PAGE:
Great Falls is home to a small population of rugged individualists, but even the strong residents of this Montana town aren't immune to the draw of drug and alcohol addiction. Addiction is a disease, not a choice, and even the most fiercely independent people are vulnerable to its draw. Rehab is the most effective and comprehensive treatment option for addiction. A place like Northpoint Recovery can teach you the skills you need to remain sober in the long-run.
Rehab isn't the only path to sobriety, though. Millions of addicts have gotten clean with the assistance of various support groups. Even people who complete rehab frequently seek the assistance of support groups
Founded and developed by a recovering alcoholic, Alcoholics Anonymous is far and away the most popular and successful recovery program in the world. The program is built around 12 steps that help addicts get clean, take accountability for their behavior, and make amends to those they have hurt. Meetings are free, though regular attendees are encouraged to make donations if they can afford to do so. Meetings are available throughout the week. To find an Alcoholics Anonymous group near you, click here.
Addiction is about more than just the addict. Oftentimes, an entire family is affected by a single person's decision to abuse drugs or alcohol. Loved ones may be desperate to get an addict help, but the truth is, you can't force someone into recovery. Al-Anon and Nar-Anon work to help people who love addicts protect themselves. Through the program, you'll learn how to set clear boundaries and live your life whether or not the addict you love opts to pursue sobriety.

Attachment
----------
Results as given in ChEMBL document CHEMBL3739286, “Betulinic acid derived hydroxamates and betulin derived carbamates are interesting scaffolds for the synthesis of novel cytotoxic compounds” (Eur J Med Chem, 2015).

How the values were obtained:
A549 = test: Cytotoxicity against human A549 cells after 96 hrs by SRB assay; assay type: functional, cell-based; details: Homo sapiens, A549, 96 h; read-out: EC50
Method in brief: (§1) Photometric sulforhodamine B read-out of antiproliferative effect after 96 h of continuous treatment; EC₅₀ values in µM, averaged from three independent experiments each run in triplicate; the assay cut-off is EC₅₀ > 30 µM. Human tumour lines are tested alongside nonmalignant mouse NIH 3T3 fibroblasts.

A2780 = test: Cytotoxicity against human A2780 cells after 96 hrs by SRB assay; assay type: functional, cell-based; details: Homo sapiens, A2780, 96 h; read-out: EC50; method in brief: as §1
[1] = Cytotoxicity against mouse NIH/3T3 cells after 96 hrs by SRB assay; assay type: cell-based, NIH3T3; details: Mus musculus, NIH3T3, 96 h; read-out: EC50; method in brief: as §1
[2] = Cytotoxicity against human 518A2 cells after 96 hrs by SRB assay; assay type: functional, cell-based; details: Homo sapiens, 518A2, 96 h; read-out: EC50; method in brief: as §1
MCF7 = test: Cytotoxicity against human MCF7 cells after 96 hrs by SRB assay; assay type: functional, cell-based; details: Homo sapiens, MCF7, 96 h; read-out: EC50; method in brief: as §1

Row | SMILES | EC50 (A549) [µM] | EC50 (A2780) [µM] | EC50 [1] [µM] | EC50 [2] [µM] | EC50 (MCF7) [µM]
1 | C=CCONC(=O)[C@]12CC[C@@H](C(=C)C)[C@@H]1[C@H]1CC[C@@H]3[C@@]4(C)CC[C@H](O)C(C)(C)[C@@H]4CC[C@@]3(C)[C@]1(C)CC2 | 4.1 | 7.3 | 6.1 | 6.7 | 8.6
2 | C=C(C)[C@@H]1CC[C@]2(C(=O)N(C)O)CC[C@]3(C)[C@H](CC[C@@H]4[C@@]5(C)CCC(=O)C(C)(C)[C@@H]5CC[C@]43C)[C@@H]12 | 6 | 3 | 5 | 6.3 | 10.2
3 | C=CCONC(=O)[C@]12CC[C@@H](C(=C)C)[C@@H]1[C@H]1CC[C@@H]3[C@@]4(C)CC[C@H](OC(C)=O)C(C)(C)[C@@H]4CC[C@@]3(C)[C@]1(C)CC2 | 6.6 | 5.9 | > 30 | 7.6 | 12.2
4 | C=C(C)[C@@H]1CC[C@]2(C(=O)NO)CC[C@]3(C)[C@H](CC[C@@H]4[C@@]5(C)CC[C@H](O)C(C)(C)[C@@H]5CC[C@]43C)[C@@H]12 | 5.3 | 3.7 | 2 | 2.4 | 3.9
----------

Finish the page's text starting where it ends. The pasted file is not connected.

Through Al-Anon and Nar-Anon, the two spin-off programs Alateen and Narateen arose to work to help teenagers who have a loved one struggling with the disease of addiction.
You can find a Nar-Anon family group near your home by following this link.
Just as addicts are unique, so too are support groups, and no model can work for everyone. NA asks participants to place their faith in a “higher power,” which makes some non-religious people uncomfortable. Other participants simply prefer a different model, or want something to supplement their weekly NA meetings. SMART Recovery offers an alternative model focused on rational thought.
Although you are not responsible for your addiction, you are responsible for seeking help. The way you choose to cope with your addiction – either by denying it or confronting it head-on – will have long-lasting ramifications for your life and well-being. Now is always the best time to seek help, but denial is powerful. It convinces you you're not an addict, even when it's abundantly clear to everyone else that you are.